Free your phone a few words from OpenMoko

Open Moko phone

Dave forwarded a very clever email from the guys behind the OpenMoko project. I have quoted a lot from the email but left out the part in the middle about the specs of the hardware and software.

“The most profound technologies are those that disappear. They weave themselves into the fabric of everyday life until they are indistinguishable from it.”

Mark Weiser wrote those words almost 15 years ago in a Scientific American article titled, “The Computer for the 21st Century.” In it, he coined the term “ubiquitous computing”, and proposed a set of ground rules for devices of the 21st century. Temporally, we're here. Technologically, we're close. But everyone still seems to be talking about ubiquitous computing like a mirage on desert road: it's always the same distance away. Sometimes looking at common every day objects with a fresh perspective yields interesting
new ideas. Today we're going to propose that the foundation for ubiquitous computing is already here. All that is stopping us from going forward is change of context.

Almost everyone we know has a mobile phone. Mobile phones have become part of the fabric of everyday life. Does this mean that the mobile phone is the ubiquitous computing device we've all waited for? Currently, no. But with a subtle change we would argue, yes.

Mobile phones are closed environments created with a mobile context in mind. But this concept is limiting; a mobile phone has the potential to be a platform that can do anything that a small computer with broadband access can do. If mobile phones were based on open platforms, they would have the potential to bring computing to people in a ways traditional computers cannot. Mobile phones can become ubiquitous computers.

Ubiquitous computing, however, does not simply mean computers that can be carried to work, to the home, to the beach, and to the movies. Ubiquitous computers must know where they are, and then must be able to merge into the environment.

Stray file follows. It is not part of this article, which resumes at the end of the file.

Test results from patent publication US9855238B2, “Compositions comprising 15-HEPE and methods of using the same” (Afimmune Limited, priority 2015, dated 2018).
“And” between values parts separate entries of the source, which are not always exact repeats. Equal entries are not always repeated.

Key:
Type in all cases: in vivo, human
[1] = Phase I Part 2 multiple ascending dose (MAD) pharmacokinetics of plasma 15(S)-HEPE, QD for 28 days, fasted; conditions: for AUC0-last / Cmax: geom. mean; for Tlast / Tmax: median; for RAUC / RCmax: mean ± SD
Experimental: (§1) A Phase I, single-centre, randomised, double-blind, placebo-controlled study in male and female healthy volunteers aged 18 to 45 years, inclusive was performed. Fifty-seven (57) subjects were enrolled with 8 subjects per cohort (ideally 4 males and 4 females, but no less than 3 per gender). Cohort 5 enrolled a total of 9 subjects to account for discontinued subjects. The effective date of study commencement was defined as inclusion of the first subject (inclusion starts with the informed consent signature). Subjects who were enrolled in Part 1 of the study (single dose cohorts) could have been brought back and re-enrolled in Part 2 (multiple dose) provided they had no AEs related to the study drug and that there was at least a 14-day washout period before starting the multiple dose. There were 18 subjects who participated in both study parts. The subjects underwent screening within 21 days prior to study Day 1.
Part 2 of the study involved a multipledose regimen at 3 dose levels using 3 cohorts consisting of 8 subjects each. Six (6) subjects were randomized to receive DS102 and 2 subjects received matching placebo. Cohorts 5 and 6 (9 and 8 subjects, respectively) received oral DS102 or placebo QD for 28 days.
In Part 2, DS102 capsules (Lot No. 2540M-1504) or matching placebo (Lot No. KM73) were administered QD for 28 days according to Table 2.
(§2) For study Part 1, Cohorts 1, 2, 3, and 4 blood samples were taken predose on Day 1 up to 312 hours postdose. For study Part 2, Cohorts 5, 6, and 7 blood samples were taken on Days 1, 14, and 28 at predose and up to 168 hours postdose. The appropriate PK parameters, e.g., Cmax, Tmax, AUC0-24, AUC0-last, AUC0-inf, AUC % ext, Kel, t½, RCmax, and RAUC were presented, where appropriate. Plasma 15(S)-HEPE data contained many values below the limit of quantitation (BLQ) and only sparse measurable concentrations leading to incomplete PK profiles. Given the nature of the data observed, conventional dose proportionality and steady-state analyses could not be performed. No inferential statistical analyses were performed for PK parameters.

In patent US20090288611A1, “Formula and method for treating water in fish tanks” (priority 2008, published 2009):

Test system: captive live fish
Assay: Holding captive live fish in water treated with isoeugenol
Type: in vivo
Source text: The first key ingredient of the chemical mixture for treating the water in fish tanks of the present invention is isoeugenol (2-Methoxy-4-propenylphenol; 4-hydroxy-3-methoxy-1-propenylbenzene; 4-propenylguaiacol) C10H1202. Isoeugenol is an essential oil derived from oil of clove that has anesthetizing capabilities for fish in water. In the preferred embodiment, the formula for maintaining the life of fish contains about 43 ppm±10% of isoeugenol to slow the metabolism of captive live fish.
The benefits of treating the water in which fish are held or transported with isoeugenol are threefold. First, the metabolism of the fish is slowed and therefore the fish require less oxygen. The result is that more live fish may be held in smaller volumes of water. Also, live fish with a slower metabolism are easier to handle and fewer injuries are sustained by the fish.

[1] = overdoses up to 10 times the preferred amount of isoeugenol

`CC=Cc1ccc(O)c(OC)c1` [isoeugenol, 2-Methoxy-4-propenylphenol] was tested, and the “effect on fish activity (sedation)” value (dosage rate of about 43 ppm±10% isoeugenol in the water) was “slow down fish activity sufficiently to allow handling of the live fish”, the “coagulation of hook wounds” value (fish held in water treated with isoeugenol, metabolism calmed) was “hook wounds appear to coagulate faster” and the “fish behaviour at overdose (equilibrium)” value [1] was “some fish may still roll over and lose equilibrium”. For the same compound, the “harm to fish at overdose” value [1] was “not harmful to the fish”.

We put GPS functionality into the Neo1973, because when your phone simply knows its location, it can adapt its behavior in significant ways without even a hint of artificial intelligence. How can devices disappear into the background? To be honest, we have far more questions than answers here. But do we know what is needed for exploring this idea. Developers must have unrestricted access to hardware at all times. Being able to control the microphone, for example, will allow phones to sense ambient noise. A simple
program could prevent your phone from ringing while you're in a conversation.

We will always try our absolute best to give you devices that are as open as possible. Our goal is freeing end-users and businesses alike from proprietary constraints. We're about encouraging people to modify and personalize their software to support their individual needs. Building products as we do, we strive to enable people to connect and communicate in new and relevant ways, using their own languages and their own symbols.

We want your involvement in OpenMoko. Now is a great time for us to work together. You'll have our full support. We're dedicated to helping you “Free Your Phone.” And we're always looking, listening, and hungry for new things. It is our goal to be totally market driven.

To be market-driven requires a willingness to experiment. OpenMoko will provide discounted phones to people in “improbable” markets. We're interested in what people in these markets can do with our products, whether they can use them at all, or what it would have to be like for them to become customers.

We will start out with the assumption that our product may find customers in previously ignored markets; that uses no one imagined when the product was designed will be found; and that Neo1973 will be bought by customers outside our field of vision and even unknown to our sales force.

We need you to talk to us. Tell us what you want. We promise we will listen. Your feedback will help evolve our roadmap. The real power of an open phone comes not from any one of these devices; it emerges from the interaction of all the users of “freed phones.” We can create true ubiquitous computing in Weiser's terms. This will be the computer of the 21st century.

At this point, we should tell you why we chose the name “Neo1973.” “Neo” means new. Dr. Marty Cooper (the inventor of the mobile phone) made the first call ever in 1973.

We believe that an open source mobile phone can revolutionize, once again, the world of communication. This will be the New 1973.

Join us. “Free Your Phone.”

Sincerely,

The OpenMoko Team

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Author: Ianforrester

Senior firestarter at BBC R&D, emergent technology expert and serial social geek event organiser.